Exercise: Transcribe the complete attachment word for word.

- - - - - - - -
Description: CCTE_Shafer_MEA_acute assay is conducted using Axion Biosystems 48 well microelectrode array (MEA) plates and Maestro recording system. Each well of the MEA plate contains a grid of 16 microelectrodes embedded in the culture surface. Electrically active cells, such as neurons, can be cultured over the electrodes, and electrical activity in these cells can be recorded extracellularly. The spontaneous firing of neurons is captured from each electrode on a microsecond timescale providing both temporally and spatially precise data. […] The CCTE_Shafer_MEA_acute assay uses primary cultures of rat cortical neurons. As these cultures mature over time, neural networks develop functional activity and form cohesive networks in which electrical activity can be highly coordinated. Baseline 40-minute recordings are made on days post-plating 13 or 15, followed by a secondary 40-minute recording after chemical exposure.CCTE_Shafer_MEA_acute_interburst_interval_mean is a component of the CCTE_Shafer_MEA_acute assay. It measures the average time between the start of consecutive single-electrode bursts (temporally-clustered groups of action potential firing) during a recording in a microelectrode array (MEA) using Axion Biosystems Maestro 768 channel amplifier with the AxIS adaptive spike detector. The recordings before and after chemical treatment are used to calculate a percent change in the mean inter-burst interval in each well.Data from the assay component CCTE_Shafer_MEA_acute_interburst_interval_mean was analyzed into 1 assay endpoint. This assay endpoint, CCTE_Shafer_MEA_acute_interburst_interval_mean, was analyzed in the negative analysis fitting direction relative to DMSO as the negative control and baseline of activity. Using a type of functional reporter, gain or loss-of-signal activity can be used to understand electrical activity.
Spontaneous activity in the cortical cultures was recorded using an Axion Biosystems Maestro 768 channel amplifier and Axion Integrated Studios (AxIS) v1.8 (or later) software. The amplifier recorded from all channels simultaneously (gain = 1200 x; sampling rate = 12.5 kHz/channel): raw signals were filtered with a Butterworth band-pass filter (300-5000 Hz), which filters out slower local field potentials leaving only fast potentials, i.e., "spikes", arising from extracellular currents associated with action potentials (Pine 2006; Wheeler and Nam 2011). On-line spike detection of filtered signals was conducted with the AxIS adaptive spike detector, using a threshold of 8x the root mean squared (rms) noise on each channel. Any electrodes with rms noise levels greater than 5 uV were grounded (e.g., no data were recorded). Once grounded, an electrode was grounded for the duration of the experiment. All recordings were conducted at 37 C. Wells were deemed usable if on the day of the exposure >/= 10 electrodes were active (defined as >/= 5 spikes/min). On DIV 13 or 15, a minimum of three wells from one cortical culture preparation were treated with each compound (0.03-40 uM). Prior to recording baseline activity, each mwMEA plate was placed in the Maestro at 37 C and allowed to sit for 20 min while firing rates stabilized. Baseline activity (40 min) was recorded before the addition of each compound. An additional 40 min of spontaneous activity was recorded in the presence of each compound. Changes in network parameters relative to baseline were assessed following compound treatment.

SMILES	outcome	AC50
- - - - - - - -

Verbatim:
Description: CCTE_Shafer_MEA_acute assay is conducted using Axion Biosystems 48 well microelectrode array (MEA) plates and Maestro recording system. Each well of the MEA plate contains a grid of 16 microelectrodes embedded in the culture surface. Electrically active cells, such as neurons, can be cultured over the electrodes, and electrical activity in these cells can be recorded extracellularly. The spontaneous firing of neurons is captured from each electrode on a microsecond timescale providing both temporally and spatially precise data. […] The CCTE_Shafer_MEA_acute assay uses primary cultures of rat cortical neurons. As these cultures mature over time, neural networks develop functional activity and form cohesive networks in which electrical activity can be highly coordinated. Baseline 40-minute recordings are made on days post-plating 13 or 15, followed by a secondary 40-minute recording after chemical exposure.CCTE_Shafer_MEA_acute_interburst_interval_mean is a component of the CCTE_Shafer_MEA_acute assay. It measures the average time between the start of consecutive single-electrode bursts (temporally-clustered groups of action potential firing) during a recording in a microelectrode array (MEA) using Axion Biosystems Maestro 768 channel amplifier with the AxIS adaptive spike detector. The recordings before and after chemical treatment are used to calculate a percent change in the mean inter-burst interval in each well.Data from the assay component CCTE_Shafer_MEA_acute_interburst_interval_mean was analyzed into 1 assay endpoint. This assay endpoint, CCTE_Shafer_MEA_acute_interburst_interval_mean, was analyzed in the negative analysis fitting direction relative to DMSO as the negative control and baseline of activity. Using a type of functional reporter, gain or loss-of-signal activity can be used to understand electrical activity.
Spontaneous activity in the cortical cultures was recorded using an Axion Biosystems Maestro 768 channel amplifier and Axion Integrated Studios (AxIS) v1.8 (or later) software. The amplifier recorded from all channels simultaneously (gain = 1200 x; sampling rate = 12.5 kHz/channel): raw signals were filtered with a Butterworth band-pass filter (300-5000 Hz), which filters out slower local field potentials leaving only fast potentials, i.e., "spikes", arising from extracellular currents associated with action potentials (Pine 2006; Wheeler and Nam 2011). On-line spike detection of filtered signals was conducted with the AxIS adaptive spike detector, using a threshold of 8x the root mean squared (rms) noise on each channel. Any electrodes with rms noise levels greater than 5 uV were grounded (e.g., no data were recorded). Once grounded, an electrode was grounded for the duration of the experiment. All recordings were conducted at 37 C. Wells were deemed usable if on the day of the exposure >/= 10 electrodes were active (defined as >/= 5 spikes/min). On DIV 13 or 15, a minimum of three wells from one cortical culture preparation were treated with each compound (0.03-40 uM). Prior to recording baseline activity, each mwMEA plate was placed in the Maestro at 37 C and allowed to sit for 20 min while firing rates stabilized. Baseline activity (40 min) was recorded before the addition of each compound. An additional 40 min of spontaneous activity was recorded in the presence of each compound. Changes in network parameters relative to baseline were assessed following compound treatment.

SMILES	outcome	AC50